Magical Milagros & The Folk Art Of Mexico.
Milagro miracle charms have been used since the 5th century, imploring divine aid from saints and guardian angels. They were bought to the New World by the Spanish, and it was there they were so eagerly adopted and formed the exquisite folkloric devotional art form we have today.
A milagro, meaning 'miracle', is a charm that can be used for sympathetic magic, for healing purposes and as a votive offering.
Milagros are most often carried or placed around the home for good luck and protection. They are also commonly used to assist in focusing upon a specific ailment, based on the type of charm used.
The beautiful tinwork surrounds handcrafted wooden crosses and icons with a unique charm. The pieces are exquisite as well as being powerful devotional and protective talismans.
Many statues and icons contain a vast array of Milagros both for protection from a host of ills and misfortunes, and for attaining benefits of every kind – from fertility to financial reward or luck in gambling!
There is a milagro for virtually every animal, every organ and every imaginable malady. From addiction to depression, from arthritis to a faithless lover, there is a milagro 'miracle' to address the situation. The smaller charms, often depicting arms, legs, praying people, farm animals and a wide range of other subjects are typically nailed or pinned to crosses or wooden statues of various saints like the Virgin Mary, sacred objects, pinned on the clothing of saint statues, or hung with little red ribbons or threads from altars and shrines. Larger milagro – most notably 'hearts', are also very common, and hung about the house for the blessings of love and a peaceful family life.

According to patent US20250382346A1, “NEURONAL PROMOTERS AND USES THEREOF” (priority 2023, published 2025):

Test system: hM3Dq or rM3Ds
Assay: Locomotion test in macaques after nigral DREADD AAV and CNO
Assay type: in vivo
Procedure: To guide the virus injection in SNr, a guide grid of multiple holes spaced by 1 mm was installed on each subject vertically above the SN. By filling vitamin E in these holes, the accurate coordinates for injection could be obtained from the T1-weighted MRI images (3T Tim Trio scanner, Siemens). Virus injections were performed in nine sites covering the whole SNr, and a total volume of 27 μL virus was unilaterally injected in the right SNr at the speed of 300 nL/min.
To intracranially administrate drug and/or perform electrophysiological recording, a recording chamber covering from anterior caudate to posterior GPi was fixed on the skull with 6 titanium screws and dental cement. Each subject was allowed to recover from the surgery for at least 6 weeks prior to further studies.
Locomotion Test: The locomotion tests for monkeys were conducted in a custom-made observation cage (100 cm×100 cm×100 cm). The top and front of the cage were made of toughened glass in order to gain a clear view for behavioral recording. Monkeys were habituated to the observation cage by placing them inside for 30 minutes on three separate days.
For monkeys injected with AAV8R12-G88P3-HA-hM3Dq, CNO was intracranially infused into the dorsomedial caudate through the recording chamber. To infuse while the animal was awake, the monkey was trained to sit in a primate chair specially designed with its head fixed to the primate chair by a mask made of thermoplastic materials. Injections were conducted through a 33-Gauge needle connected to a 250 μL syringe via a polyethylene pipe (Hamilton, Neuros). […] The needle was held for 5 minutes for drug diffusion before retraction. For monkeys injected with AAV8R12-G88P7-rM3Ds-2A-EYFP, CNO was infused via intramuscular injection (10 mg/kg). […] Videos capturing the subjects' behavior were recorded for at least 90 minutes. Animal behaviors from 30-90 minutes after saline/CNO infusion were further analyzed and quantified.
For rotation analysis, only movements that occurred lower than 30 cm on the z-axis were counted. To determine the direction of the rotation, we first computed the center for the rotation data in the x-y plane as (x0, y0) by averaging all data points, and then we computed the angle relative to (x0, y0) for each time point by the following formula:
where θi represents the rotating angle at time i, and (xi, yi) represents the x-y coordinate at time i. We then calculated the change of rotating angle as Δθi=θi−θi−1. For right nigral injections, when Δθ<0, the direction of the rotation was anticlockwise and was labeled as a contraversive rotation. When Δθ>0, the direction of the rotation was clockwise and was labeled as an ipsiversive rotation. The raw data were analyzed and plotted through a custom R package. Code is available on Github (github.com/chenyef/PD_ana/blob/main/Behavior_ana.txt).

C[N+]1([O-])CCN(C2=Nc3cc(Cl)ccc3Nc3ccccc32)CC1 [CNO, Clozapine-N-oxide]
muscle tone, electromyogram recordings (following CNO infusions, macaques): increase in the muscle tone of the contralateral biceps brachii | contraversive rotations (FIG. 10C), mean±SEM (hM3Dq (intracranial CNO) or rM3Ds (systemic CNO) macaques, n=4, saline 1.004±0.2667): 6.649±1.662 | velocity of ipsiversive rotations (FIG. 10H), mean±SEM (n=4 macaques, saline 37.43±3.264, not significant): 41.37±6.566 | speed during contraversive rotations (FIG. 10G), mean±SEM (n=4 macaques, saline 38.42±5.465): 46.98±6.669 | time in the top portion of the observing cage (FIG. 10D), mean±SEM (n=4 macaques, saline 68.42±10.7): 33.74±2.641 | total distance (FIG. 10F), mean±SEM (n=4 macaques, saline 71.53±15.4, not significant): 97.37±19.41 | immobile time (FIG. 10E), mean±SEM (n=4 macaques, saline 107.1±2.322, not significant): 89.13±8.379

You may also bless your milagro, asking for assistance from a saint or your particular guardian spirit, and carry it with you in order to cure a physical ailment or to ward off evil, or bring about a change of fortune.
The heart milagro is most commonly used for it has many properties. For example sacred hearts, hearts with flames, and hearts with swords all have different meanings.
The heart milagro might be connected with worries over a heart condition, or answering the prayers of the lovelorn. Then again, it might represent the love that one person feels for another.
'Eye'milagros are also popular. While useful for any eye complaints, the eyes can also represent the concept of watching. One practice is to attach the milagro to the frame of the image of a deceased person, in the belief that this might represent the concept that the spirit of that person is watching over us, and helping to defend us from spirits from the land of the dead, or pleading our case before the saints and the angels.
The milagro of the arm might represent an arm itself, and some condition associated with it, such as an injury, or, say, and arthritic condition. It might also represent ones strength, ones ability to work - and hence ones job - or some related concept. It might represent an embrace, and physical demonstrations of affection that involve embracing. Any part of the arm might be the focus of the prayers or the magic, such as the hand, for instance.
Milagros of feet and legs might represent a leg injury, but might also represent ones strength, or seek safety and protection in undertaking travel.
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